UK National DNA Database – what will change?
One thing that has struck me recently in the UK has been the sudden increase in the level of defensiveness by New Labour over the surveillance apparatus it has constructed over the last 12 years. Report after report has damned their slapdash attitude to human rights and civil liberties – we expect the government’s official response to the Lords Constitution Committee report next week – and there have been attacks from various political ‘big beasts’ including David Blunkett, former MI5 Chief Stella Rimington, and most recently Stephen Byers and even current cabinet ministers reportedly asked for the ID card scheme to be scrapped.
As a result, there has been a splurge of sudden backtracks, retreats and promises of change and consultation on future plans but there have also been rather devious attempts to avoid taking real action to remedy already existing wrongs. In the first category, we have seen the abandonment of Clause 152 of the Coroners and Justice Bill, where a an blanket permission for government data-sharing had been hidden, and there have been suggestions that the proposed new super-database of communications traffic data might not be constructed after all – though largely, it seems, on grounds of cost not principle.
However, in the second category, today we got the government’s official responseto the damning ruling by the European Court over the retention of DNA and fingerprint samples and data by the UK police. It is, to put it mildly, a farce, which seems utterly contemptuous of the ruling and reasoning of the court, and shows no sign of understanding the significance of Article 8 for individual liberty. Mind you, it also shows little sign of comprehending the British common law principle of innocent until proven guilty.
The government proposals are to retain the DNA samples and profiles, and fingerprints (these are just as important and not so often mentioned in the news reports) of all those convicted of a crime. Of the innocent, the National DNA Database (NDNAD) has around 350,000+ people who are certainly in such a position, however the police apparently need two years to go through the Police National Computer to check the other 500,000+ DNA profiles of those not convicted of any crime, as they can’t be sure whether existing profiles match to those who have committed offences (so much for joined-up government…). Then those people, who are, let’s not forget, entirely innocent in law will be sorted into two categories – those arrested but not convicted for serious and violent offences, and those arrested and not convicted of minor offences.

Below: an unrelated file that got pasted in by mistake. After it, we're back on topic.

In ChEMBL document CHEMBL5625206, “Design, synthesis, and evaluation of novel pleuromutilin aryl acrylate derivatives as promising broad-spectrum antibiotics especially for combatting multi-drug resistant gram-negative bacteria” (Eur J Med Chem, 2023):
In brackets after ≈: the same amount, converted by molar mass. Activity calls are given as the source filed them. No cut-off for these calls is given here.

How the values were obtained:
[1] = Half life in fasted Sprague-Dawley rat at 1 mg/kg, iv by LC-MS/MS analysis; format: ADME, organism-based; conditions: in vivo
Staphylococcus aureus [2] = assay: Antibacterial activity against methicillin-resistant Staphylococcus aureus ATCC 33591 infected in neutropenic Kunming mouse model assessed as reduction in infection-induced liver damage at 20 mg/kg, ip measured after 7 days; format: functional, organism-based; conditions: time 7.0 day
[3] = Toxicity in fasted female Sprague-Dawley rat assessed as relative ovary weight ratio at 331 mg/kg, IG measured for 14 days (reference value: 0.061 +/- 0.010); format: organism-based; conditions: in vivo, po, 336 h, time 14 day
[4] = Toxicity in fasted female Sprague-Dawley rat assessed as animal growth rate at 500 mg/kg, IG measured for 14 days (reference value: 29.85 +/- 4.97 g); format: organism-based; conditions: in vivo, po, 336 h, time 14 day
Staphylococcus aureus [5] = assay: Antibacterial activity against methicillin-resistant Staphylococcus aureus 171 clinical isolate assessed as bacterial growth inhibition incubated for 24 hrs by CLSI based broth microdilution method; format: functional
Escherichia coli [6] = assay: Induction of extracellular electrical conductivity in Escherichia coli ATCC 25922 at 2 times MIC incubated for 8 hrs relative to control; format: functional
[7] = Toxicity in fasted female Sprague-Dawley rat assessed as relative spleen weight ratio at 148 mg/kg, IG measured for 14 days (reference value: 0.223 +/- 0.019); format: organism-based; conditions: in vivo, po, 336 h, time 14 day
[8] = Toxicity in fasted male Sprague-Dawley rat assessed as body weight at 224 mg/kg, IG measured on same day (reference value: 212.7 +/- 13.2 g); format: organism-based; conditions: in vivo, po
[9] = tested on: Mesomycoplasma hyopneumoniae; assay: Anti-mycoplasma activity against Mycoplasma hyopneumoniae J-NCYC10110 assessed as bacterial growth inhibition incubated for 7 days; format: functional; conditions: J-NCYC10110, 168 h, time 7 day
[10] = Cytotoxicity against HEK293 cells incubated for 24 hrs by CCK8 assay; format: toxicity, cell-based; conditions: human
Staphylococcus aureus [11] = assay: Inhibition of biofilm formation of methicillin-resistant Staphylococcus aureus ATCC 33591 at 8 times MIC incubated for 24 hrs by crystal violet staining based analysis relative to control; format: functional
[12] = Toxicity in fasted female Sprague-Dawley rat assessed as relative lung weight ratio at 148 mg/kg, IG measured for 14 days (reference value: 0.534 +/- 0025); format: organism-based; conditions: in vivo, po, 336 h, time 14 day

Will the latter have their profiles immediately removed, as we might reasonably expect?
In fact, these innocent people will have their DNA profiles and fingerprints retained for 6 years – more than the number of years (5) that Scotland retains the DNA of those suspected of serious and violent offences. Those in the latter category will have their DNA profiles and fingerprints retained for 12 years. In addition the profiles of children will be retained until they are 18, and then removed only if they have been arrested (again, not convicted) for one minor offence.
Is this an acceptable response? Quite clearly not. It is against the spirit of the ruling by the European Court, even if it might be interpreted as complying with the exact wording issued. More to the point, it is an attempt to get around the difficult issues, not deal with them. It is devious, based on the pre-emptive logic of risk-surveillance principles, and goes against the long-standing principles of British Common Law as well as more recent developments in Human Rights law, and is not the response of a government that has any trust in the people who elected them. It allows the police to continue to populate the NDNAD by stealth. And they certainly are using whatever methods they can to do so – for example, one key indicator is the rise in the number of stop and searches under Section 44 of the Terrorism Act, which in London, it was also reported today, rose from 72,000 in 2007 to 170,000 in 2008, a rise of 236%, however it rose by 325% amongst the black population. There seems to be no mention of the role that discriminatory stop and search policing plays in populating the NDNAD in recent government statements, however it is quite clear that stop and search policing is discriminatory, and we know too that young black men are disproportionately represented in the NDNAD.
In this climate, with a government obsessed by pre-emptive security to compensate for its growing loss of power and trust, and a police service that appears, after the G20, increasingly out-of-control, what is the chance of developing a fair, accountable, just and transparent system of personal data retention in law enforcement in the UK? At the moment, it could appear, the answer is ‘very small’.